U.S. EPA tried to make those responsible for the contamination handle the cleanup but was unable to do so. The Agency began its own investigation through a contractor in late 2009. Study of the site began in the summer of 2010 and continues today. U.S. EPA contractors investigated several facilities in September and November of 2010, trying to identify the source of the contamination. Technicians did extensive sampling and analysis of groundwater in late 2011, and again in the summer of 2012 and spring of 2014 – the most extensive testing so far. The Agency expects sampling to continue into the fall of this year to fill in any gaps in its understanding of the location and amount of pollution associated with the site. The site investigation will continue into 2015, and a complete cleanup decision should be made in early to mid-2016.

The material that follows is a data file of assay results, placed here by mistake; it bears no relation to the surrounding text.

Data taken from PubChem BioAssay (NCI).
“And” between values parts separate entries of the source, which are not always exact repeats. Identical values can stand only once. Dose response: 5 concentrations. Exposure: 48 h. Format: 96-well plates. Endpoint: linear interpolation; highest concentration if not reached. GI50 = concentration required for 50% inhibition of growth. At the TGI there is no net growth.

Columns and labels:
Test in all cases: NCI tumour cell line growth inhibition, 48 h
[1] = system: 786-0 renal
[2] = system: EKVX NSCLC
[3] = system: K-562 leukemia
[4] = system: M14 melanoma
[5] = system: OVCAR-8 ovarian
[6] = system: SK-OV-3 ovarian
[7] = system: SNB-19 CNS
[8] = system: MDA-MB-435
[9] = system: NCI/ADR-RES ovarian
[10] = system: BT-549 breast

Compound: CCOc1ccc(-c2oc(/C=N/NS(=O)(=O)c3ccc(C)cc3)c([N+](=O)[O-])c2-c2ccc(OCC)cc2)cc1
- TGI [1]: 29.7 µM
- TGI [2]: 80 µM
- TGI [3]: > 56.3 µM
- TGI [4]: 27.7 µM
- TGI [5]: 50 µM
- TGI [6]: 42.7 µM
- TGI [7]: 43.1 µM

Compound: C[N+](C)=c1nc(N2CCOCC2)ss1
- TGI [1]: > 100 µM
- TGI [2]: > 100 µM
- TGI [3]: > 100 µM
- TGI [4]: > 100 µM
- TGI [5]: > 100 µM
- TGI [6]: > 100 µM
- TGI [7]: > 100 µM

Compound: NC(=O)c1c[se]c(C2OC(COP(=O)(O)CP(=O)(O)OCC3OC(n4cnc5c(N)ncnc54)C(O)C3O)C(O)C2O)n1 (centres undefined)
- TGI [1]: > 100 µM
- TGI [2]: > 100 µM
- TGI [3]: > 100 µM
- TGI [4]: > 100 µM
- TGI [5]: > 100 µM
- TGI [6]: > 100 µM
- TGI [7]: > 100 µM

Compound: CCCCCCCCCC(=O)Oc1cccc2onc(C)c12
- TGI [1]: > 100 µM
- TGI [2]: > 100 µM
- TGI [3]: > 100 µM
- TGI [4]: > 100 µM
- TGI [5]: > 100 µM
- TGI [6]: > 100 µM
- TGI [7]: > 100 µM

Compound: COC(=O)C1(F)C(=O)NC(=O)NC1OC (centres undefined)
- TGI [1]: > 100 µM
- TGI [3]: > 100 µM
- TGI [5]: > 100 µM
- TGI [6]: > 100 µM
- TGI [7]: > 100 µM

To date, about 250 residences and businesses have been equipped with systems that prevent underground vapors from getting into the indoor air. Through its contractor, AECOM, Behr-Dayton monitors existing systems, tests additional residences and business for vapors, and installs new systems when needed. Very few vapor reduction systems have been installed over the last several years, and EPA believes most affected homes and businesses have been identified and tested. However, if you are concerned that your house may need testing, or you are concerned with the operation of an existing vapor reduction system, contact EPA’s Erik Hardin at hardin.erik@epa.gov or 312-886-2402.